A number of myths are circulating about the COVID-19 vaccines. Take this quiz to help learn what's true and what's not.
The FDA has granted Emergency Use Authorizations (EUA) for the COVID-19 vaccines. This means that they have been shown to be safe and effective in data from large clinical trials. In order to receive an EUA, the vaccine manufacturers must follow at least half the people in the study for at least 2 months after they complete the vaccination series. The vaccine must be proven safe and effective in that group of people.
The known and potential benefits of the vaccines have been found to outweigh the harms of being infected with COVID-19.
Most side effects of vaccines, including the COVID-19 vaccines, are mild and temporary. After a vaccine is given and the body is building its defenses, mild side effects are normal and expected. Common side effects and reactions to vaccines include:
The Vaccine Adverse Event Reporting System (VAERS) is a place for people who get the vaccine to report unexpected vaccine side effects.
A conspiracy theory has spread that Microsoft founder Bill Gates is part of a plan to put microchips into COVID-19 vaccines to track the population with cell towers using 5G technology. This myth began after Gates made a comment about having digital vaccine records.
This is false. No such technology exists to gather personal information or track people using microchips put into vaccines. The technology Gates commented about is not a microchip and it has not been put into use. It has nothing to do with the development, testing, or distribution of COVID-19 vaccines.
The Pfizer-BioNTech and Moderna vaccines use a type of mRNA (messenger RNA) technology not used in any existing vaccine. There is no DNA in these vaccines. They cannot affect a person's DNA.
These vaccines contain a small part of the genetic code for a harmless piece of the same spike protein found on the surface of the virus that causes COVID-19. This gives the body's cells instructions to make viral proteins the immune system can recognize. This mRNA is like an instruction manual for the body on how to fight COVID-19. Once the immune system responds, and the cells are finished using the mRNA instructions, the cells break down and get rid of the mRNA. The mRNA does not enter the nucleus of the cells. This is where genetic material is stored. So the mRNA does not affect a person's DNA.
Another myth spreading online is that COVID-19 vaccines can cause infertility and even miscarriage. This is based on claims that the spike protein made when you get mRNA vaccines blocks a protein needed for a pregnancy to be viable. The protein that is needed for a placenta to stay attached to the uterus is not the same protein as the SARS-CoV-2 spike protein. The antibodies made by the mRNA vaccines will not block the placental binding protein.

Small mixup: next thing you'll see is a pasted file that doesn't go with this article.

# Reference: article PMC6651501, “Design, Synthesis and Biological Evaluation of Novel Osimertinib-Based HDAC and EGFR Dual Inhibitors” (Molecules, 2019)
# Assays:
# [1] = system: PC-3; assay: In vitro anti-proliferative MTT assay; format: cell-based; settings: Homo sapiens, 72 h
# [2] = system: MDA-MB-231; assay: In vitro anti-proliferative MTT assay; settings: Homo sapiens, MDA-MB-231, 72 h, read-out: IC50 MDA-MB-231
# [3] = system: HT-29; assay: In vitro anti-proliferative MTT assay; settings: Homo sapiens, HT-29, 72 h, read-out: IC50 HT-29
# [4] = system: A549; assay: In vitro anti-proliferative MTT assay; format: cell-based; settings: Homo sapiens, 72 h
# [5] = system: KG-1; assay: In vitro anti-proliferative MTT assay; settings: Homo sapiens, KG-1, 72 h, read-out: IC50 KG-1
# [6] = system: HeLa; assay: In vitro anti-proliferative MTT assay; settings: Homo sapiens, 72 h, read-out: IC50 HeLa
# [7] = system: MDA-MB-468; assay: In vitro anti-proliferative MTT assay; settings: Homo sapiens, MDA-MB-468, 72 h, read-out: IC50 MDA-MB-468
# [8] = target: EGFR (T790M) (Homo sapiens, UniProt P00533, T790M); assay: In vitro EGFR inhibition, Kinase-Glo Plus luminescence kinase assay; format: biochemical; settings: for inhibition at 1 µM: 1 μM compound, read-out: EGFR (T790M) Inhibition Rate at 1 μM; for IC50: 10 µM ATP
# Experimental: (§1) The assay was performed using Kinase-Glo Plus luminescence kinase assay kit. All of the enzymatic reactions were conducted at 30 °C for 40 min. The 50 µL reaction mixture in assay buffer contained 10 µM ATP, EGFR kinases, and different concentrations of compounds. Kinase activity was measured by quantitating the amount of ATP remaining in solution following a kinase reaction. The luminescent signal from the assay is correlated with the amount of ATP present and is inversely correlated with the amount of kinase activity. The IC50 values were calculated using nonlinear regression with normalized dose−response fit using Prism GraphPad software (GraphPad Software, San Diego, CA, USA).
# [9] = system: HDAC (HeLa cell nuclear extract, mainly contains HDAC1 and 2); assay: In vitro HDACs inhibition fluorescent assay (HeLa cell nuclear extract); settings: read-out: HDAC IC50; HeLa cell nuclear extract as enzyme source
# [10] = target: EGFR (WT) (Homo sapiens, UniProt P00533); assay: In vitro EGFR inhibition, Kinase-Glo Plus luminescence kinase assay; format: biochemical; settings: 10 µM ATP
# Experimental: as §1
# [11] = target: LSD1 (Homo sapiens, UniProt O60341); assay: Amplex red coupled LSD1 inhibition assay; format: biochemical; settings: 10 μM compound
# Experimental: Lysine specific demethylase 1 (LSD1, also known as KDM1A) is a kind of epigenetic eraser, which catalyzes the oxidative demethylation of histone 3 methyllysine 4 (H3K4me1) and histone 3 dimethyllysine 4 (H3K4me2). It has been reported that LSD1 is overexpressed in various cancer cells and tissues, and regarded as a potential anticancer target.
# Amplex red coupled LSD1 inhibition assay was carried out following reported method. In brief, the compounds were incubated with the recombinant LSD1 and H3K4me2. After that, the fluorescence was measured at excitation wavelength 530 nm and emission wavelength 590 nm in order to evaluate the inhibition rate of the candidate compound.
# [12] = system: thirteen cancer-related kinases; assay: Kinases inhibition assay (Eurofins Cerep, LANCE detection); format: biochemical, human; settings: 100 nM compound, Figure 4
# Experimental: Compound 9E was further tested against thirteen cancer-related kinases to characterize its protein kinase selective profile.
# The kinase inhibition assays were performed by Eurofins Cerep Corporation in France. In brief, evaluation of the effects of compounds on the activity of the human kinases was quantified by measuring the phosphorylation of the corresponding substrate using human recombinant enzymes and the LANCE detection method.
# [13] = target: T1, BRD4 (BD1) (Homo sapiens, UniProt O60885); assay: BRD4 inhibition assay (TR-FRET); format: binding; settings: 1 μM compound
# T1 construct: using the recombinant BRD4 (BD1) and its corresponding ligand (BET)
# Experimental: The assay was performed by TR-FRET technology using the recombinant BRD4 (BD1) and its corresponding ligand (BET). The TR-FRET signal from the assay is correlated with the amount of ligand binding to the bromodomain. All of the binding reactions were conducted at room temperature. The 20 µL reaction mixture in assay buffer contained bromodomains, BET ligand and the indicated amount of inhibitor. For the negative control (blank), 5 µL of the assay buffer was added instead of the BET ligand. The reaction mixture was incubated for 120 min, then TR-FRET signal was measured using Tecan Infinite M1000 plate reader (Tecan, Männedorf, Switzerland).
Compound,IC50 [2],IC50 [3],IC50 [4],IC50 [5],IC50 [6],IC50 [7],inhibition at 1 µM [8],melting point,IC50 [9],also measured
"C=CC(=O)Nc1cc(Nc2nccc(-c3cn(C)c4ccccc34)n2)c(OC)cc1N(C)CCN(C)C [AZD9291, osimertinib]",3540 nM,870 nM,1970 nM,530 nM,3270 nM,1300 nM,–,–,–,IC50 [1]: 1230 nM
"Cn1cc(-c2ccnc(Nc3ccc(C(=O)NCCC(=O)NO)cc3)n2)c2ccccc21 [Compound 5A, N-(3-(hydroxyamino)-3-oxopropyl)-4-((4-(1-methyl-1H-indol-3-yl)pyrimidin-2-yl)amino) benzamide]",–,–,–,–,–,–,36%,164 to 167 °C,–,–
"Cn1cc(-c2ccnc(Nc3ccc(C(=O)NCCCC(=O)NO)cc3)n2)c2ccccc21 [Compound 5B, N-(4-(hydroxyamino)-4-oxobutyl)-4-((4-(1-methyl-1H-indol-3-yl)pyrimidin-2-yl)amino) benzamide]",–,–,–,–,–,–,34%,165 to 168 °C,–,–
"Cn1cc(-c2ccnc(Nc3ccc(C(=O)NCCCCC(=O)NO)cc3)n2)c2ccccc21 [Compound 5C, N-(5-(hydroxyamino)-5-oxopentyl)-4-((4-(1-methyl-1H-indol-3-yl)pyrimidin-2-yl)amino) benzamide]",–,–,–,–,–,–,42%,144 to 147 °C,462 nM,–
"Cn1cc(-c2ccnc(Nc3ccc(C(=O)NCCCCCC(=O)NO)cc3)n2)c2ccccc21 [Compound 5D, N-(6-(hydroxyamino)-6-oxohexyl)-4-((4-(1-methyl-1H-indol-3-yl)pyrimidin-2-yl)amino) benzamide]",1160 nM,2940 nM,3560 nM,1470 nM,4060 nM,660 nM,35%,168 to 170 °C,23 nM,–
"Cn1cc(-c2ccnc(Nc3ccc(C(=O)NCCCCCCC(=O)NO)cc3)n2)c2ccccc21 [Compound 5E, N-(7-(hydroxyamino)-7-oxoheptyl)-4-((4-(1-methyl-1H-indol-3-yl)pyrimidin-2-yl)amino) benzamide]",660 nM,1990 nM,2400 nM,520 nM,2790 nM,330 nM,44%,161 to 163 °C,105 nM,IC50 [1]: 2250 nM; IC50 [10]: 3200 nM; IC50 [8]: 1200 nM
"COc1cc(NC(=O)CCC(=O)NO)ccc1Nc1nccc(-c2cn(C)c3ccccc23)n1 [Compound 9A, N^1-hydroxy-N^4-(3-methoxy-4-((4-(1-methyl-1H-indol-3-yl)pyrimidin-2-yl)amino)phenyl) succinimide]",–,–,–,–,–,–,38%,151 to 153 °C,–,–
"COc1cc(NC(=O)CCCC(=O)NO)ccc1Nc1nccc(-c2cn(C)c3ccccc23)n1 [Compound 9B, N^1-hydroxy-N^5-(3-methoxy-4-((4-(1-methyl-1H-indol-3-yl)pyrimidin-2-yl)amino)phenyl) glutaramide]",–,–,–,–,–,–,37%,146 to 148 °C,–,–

Some pregnant women who were infected with COVID-19 have had fetal loss. The American College of Obstetricians and Gynecologists (ACOG) advises the COVID-19 vaccine for pregnant and lactating women.
Early data suggests natural immunity from COVID-19 infection may not last very long. The CDC states, "Based on what we know from other related human coronaviruses, people appear to become susceptible to reinfection around 90 days after onset of infection."
More studies are needed. But since reinfection with COVID-19 is possible, the CDC says people may be advised to get a COVID-19 vaccine even if they have been infected before with COVID-19.
You can’t get COVID-19 from COVID-19 vaccines. None of the vaccines for COVID-19 that are in development or use in the U.S. have the live virus that causes COVID-19.
There are several different types of COVID-19 vaccines. Each of these train the body to recognize and fight the coronavirus that causes COVID-19. After you get the vaccine, it can take several weeks for your body to make the immunity needed to fight infection. It’s possible to get infected with COVID-19 just before or just after you get the vaccine. This is because your body has not yet had time to build its defenses. But this infection is not caused by the vaccine.
After a vaccine is given and the body is building its defenses, people may have mild side effects from the vaccine. These can include fever or muscle aches. This is normal and expected. It is a sign that the body's immune system is working.
The vaccines for COVID-19 have so far shown they work to prevent serious illness from the coronavirus that causes it. It is not known if people could be infected and have no symptoms. This means a person could get the vaccine and may still be able to spread the virus to others. Until a majority of the population is has had the vaccine, which will take time, the virus can spread and infect people.
Until there is more data about the role of COVID-19 vaccines in preventing the spread of the coronavirus, people will need to keep wearing masks.
Vaccines against pneumonia, such as pneumococcal vaccine and Haemophilus influenza type B (Hib) vaccine, and vaccines against influenza do not provide protection against COVID-19.
Although these vaccines do not protect against COVID-19, the CDC and the World Health Organization (WHO) advise vaccination against these other respiratory illnesses to protect your health.